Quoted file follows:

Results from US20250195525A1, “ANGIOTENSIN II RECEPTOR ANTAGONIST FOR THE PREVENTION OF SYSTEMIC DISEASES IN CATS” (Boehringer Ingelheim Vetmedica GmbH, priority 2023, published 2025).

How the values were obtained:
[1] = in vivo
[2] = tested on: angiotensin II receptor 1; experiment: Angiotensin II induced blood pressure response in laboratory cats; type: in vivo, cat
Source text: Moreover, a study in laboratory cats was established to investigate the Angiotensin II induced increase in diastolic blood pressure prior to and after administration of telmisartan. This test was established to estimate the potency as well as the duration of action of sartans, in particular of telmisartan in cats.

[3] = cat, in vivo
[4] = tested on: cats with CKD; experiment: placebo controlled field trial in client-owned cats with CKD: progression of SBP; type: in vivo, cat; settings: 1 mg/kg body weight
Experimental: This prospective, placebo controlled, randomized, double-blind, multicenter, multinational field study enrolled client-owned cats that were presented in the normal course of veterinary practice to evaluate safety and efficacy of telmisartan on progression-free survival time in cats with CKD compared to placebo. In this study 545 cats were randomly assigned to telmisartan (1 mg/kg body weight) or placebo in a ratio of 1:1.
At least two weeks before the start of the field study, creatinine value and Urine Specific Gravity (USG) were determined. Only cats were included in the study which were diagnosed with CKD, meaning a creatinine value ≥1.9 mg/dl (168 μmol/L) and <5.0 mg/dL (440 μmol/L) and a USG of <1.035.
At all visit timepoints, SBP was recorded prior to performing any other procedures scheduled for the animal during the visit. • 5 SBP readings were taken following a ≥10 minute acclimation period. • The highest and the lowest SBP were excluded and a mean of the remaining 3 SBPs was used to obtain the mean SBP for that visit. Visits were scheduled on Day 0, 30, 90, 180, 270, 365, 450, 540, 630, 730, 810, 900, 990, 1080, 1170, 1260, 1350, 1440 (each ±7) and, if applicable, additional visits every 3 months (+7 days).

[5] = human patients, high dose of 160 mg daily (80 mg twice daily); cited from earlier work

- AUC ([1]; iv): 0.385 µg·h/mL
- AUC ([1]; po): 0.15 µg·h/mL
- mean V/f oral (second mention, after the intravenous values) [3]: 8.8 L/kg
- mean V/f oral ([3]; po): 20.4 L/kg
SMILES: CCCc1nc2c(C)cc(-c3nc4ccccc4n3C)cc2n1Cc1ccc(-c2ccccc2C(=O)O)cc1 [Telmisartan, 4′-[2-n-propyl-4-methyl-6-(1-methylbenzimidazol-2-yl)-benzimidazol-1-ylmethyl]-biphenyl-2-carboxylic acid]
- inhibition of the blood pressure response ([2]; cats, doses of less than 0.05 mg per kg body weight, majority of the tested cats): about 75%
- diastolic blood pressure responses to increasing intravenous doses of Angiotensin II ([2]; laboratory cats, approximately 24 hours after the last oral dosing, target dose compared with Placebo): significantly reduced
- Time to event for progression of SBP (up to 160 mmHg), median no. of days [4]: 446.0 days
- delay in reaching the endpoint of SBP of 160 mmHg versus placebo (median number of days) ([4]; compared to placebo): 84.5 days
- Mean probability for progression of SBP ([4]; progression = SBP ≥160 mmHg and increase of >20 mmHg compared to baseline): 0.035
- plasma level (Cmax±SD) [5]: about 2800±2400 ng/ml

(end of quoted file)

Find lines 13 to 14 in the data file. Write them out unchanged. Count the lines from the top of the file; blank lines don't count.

- AUC ([1]; po): 0.15 µg·h/mL
- mean V/f oral (second mention, after the intravenous values) [3]: 8.8 L/kg